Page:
Proofreading your HSC Creative Writing Text

Proofreading your HSC Creative Writing Text

Proofreading your HSC Creative Writing piece is quite the challenge for most students. It can feel almost impossible to turn off our inner critic so we can let the words flow… Then it can be equally difficult to cast an impartial eye over our own creative work. This is because creative writing is subjective, but your markers and teachers are looking for something in particular.

Creative writing can often be the most challenging text type for HSC students to master. Often, digging deep and creating a piece that effectively weaves figurative techniques as well as in depth themes can cause frustration. Moreover, this frustration tends to increase the more time you are allowed to work on the creative piece. Students may run out of time to thoroughly edit their work, in turn missing out on getting their best possible marks. This guide will hopefully show you how to effectively proofread and edit your work, potentially reducing the associated frustration.

1. Ensure that your story makes sense!

Narratives are all about exploring a theme and bringing a story to life. Read your story out to someone you know and have them critique your work. If the person reading it feels as if you did not do something with the characters or themes, change it accordingly.

2. Know the type of piece you are aiming to write

Knowing is half the battle, right? When you know what type of piece you intend to create; you can edit accordingly. As a rule, shorter narratives do not need dialogue. If you have placed dialogue in your short piece, edit that to be a description instead.

On the other hand, remember if you are using dialogue, remember that dialogue only serves three purposes:

  • a thematic reason
  • a plot reason
  • a character development reason.

We recommend you edit your dialogue so that it serves at least one of those purposes.

In addition, if you do utilise dialogue, remember these points:

  • use quotations
  • separate your sentences between actions before the dialogue and actions after the dialogue
  • start a new space or paragraph to indicate a new speaker

Simple right?

Finally, remain consistent in your themes and narrative perspective. Edit out words that change perspective randomly and make sure your diction retains the consistent throughout. This can be tricky, so don’t be afraid to ask for help if you need it!

3. Remove “boring” portions of your narrative and liven them up!

Like dialogue, descriptions, subplots, plot points and other writing in your piece serves only three purposes; to explore a theme, to explore characterisation or to further the plot. Sometimes we need a fresh set of eyes to see where these sections are, our English tutors are experts at teaching you how to spot these elements for yourself.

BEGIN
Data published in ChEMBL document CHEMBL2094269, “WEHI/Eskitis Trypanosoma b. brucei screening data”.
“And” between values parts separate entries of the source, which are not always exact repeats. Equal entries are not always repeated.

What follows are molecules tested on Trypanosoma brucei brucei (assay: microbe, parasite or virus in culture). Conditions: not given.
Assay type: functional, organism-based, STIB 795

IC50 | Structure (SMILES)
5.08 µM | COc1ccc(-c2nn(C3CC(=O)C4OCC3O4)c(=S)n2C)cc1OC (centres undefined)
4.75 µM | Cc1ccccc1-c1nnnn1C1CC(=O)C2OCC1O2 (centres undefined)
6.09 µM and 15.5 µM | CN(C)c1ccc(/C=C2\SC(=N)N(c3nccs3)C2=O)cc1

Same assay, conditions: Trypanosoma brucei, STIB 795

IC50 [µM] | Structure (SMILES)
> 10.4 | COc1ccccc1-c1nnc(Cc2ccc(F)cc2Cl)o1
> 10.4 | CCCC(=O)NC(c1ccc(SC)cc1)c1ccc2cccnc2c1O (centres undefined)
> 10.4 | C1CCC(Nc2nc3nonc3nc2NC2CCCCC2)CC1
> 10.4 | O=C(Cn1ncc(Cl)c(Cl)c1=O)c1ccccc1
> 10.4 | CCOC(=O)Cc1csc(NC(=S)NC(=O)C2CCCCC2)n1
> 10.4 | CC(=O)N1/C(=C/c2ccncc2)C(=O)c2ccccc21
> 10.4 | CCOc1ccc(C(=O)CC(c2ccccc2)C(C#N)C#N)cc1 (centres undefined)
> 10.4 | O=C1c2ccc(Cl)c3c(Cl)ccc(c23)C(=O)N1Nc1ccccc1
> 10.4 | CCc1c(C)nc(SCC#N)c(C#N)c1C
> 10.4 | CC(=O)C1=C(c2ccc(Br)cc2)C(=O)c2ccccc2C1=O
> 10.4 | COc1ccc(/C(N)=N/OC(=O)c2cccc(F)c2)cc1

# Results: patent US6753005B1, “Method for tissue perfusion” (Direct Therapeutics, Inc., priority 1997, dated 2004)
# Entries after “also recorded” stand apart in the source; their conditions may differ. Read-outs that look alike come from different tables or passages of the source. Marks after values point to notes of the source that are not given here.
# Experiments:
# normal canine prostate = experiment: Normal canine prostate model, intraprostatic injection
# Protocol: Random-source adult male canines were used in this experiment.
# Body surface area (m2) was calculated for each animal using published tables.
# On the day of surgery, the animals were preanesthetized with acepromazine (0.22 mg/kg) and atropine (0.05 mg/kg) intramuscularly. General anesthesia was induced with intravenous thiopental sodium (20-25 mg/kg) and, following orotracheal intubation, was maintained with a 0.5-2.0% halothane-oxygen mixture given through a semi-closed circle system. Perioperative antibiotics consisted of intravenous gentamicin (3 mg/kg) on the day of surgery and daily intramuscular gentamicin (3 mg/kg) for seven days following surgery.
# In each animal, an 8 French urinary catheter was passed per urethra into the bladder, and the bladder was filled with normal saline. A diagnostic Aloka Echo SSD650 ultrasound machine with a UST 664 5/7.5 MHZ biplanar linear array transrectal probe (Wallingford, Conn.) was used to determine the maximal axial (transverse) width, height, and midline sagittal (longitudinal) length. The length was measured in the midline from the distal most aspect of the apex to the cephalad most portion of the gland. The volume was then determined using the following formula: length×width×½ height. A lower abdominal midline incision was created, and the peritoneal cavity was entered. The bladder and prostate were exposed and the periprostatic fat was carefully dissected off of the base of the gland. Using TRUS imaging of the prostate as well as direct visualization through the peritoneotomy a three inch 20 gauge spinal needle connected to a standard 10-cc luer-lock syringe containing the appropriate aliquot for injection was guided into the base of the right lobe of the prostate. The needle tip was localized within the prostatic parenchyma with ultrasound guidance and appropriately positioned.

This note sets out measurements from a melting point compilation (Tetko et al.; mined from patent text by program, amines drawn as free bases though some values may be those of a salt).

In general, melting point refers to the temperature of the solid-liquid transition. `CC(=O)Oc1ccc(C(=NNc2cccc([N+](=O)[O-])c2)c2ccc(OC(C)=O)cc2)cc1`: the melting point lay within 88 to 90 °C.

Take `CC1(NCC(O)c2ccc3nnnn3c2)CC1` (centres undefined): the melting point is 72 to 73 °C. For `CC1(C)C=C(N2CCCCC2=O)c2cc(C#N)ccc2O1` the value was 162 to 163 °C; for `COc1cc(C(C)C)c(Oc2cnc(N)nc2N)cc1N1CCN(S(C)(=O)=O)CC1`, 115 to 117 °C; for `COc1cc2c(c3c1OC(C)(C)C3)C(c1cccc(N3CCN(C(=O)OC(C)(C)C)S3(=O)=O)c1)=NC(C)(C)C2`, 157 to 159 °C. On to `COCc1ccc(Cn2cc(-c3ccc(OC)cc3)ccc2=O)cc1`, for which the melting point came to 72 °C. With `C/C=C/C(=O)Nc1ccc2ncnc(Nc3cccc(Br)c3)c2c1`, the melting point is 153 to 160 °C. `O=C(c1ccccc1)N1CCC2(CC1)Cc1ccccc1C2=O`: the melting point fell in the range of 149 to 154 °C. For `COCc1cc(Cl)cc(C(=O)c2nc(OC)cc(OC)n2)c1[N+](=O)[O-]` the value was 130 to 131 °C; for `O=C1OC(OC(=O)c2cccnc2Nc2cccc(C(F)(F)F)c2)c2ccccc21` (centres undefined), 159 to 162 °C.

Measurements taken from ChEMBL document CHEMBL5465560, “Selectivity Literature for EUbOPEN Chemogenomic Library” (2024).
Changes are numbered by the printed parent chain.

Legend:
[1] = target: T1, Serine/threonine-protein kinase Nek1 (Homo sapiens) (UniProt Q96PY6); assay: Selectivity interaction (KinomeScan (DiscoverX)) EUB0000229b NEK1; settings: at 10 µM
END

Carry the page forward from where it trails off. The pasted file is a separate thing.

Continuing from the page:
Ask yourself this…

  • Does this plot point lead anywhere?
  • Does this description serve a purpose?
  • Does this section of writing lead anywhere, thematically, character wise or plot wise?

If not, remove these dead sections and replace them with live ones.

4. Re-read your assessment notification and critically analyse if you have fulfilled each point

If you do not have a stimulus and are writing a freestyle piece, this may not apply to you. But often you are required to write to a stimulus – especially in preliminary and HSC trials and exams. If you’ve already sat your in-class assessments for Reading to Write and Module C: Craft of Writing, you’ll want to go carefully through the module rubrics and past papers on the NESA site.

Re-read that assessment or stimulus and ask yourself (or one of our skilled Senior English tutors) the following:

  • Does my narrative fit the themes of the stimulus?
  • Does it tie with the stimulus well, not just randomly integrated in?
  • Am I writing to the specifications laid forth by my assessment?

It is important to remember that if this creative writing piece is for an assessment, that heavily determines what you can and cannot write about. Stuck for creative inspo? Maybe it’s time to ditch doing English alone and have a chat to your adults about high school tutoring…

Hopefully by applying these four tips for proofreading your HSC creative writing piece,  you can alleviate the stress associated with your assessment and edit it to perfection.

Our English tutors would love to critique and help you build on your writing skills. Enrol with us and we can show you all the tips and tricks to mastering an innovative creative piece!

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